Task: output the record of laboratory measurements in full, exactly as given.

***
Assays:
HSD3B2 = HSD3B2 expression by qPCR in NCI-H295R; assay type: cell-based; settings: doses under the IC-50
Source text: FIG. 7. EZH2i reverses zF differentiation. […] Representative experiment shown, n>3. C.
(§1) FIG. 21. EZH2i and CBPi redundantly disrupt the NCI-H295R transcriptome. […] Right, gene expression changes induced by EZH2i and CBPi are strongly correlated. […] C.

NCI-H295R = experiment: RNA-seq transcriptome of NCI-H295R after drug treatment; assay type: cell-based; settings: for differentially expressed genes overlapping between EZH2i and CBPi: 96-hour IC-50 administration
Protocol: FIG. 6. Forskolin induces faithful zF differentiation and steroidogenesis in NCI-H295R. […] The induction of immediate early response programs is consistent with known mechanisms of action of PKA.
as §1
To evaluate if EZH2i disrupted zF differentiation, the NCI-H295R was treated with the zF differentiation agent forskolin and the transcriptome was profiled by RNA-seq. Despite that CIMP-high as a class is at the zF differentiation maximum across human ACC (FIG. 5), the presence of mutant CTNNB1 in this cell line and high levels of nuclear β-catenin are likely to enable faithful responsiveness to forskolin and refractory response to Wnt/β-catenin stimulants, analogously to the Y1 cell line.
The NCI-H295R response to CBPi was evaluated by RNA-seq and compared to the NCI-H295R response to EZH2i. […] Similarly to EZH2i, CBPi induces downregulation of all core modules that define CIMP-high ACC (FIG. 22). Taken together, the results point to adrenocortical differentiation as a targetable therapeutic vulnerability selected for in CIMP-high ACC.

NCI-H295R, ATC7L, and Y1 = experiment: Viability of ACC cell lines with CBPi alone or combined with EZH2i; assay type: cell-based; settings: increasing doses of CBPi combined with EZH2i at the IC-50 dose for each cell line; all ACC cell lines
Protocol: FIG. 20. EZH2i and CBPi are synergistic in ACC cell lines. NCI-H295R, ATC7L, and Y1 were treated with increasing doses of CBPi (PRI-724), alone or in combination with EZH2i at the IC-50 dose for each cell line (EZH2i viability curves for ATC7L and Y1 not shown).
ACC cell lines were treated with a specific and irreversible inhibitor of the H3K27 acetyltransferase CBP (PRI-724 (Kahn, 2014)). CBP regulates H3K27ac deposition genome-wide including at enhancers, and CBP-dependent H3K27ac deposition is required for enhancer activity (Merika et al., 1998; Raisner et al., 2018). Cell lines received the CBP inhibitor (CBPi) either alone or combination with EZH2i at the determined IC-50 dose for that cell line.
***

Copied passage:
Assays:
HSD3B2 = HSD3B2 expression by qPCR in NCI-H295R; assay type: cell-based; settings: doses under the IC-50
Source text: FIG. 7. EZH2i reverses zF differentiation. […] Representative experiment shown, n>3. C.
(§1) FIG. 21. EZH2i and CBPi redundantly disrupt the NCI-H295R transcriptome. […] Right, gene expression changes induced by EZH2i and CBPi are strongly correlated. […] C.

NCI-H295R = experiment: RNA-seq transcriptome of NCI-H295R after drug treatment; assay type: cell-based; settings: for differentially expressed genes overlapping between EZH2i and CBPi: 96-hour IC-50 administration
Protocol: FIG. 6. Forskolin induces faithful zF differentiation and steroidogenesis in NCI-H295R. […] The induction of immediate early response programs is consistent with known mechanisms of action of PKA.
as §1
To evaluate if EZH2i disrupted zF differentiation, the NCI-H295R was treated with the zF differentiation agent forskolin and the transcriptome was profiled by RNA-seq. Despite that CIMP-high as a class is at the zF differentiation maximum across human ACC (FIG. 5), the presence of mutant CTNNB1 in this cell line and high levels of nuclear β-catenin are likely to enable faithful responsiveness to forskolin and refractory response to Wnt/β-catenin stimulants, analogously to the Y1 cell line.
The NCI-H295R response to CBPi was evaluated by RNA-seq and compared to the NCI-H295R response to EZH2i. […] Similarly to EZH2i, CBPi induces downregulation of all core modules that define CIMP-high ACC (FIG. 22). Taken together, the results point to adrenocortical differentiation as a targetable therapeutic vulnerability selected for in CIMP-high ACC.

NCI-H295R, ATC7L, and Y1 = experiment: Viability of ACC cell lines with CBPi alone or combined with EZH2i; assay type: cell-based; settings: increasing doses of CBPi combined with EZH2i at the IC-50 dose for each cell line; all ACC cell lines
Protocol: FIG. 20. EZH2i and CBPi are synergistic in ACC cell lines. NCI-H295R, ATC7L, and Y1 were treated with increasing doses of CBPi (PRI-724), alone or in combination with EZH2i at the IC-50 dose for each cell line (EZH2i viability curves for ATC7L and Y1 not shown).
ACC cell lines were treated with a specific and irreversible inhibitor of the H3K27 acetyltransferase CBP (PRI-724 (Kahn, 2014)). CBP regulates H3K27ac deposition genome-wide including at enhancers, and CBP-dependent H3K27ac deposition is required for enhancer activity (Merika et al., 1998; Raisner et al., 2018). Cell lines received the CBP inhibitor (CBPi) either alone or combination with EZH2i at the determined IC-50 dose for that cell line.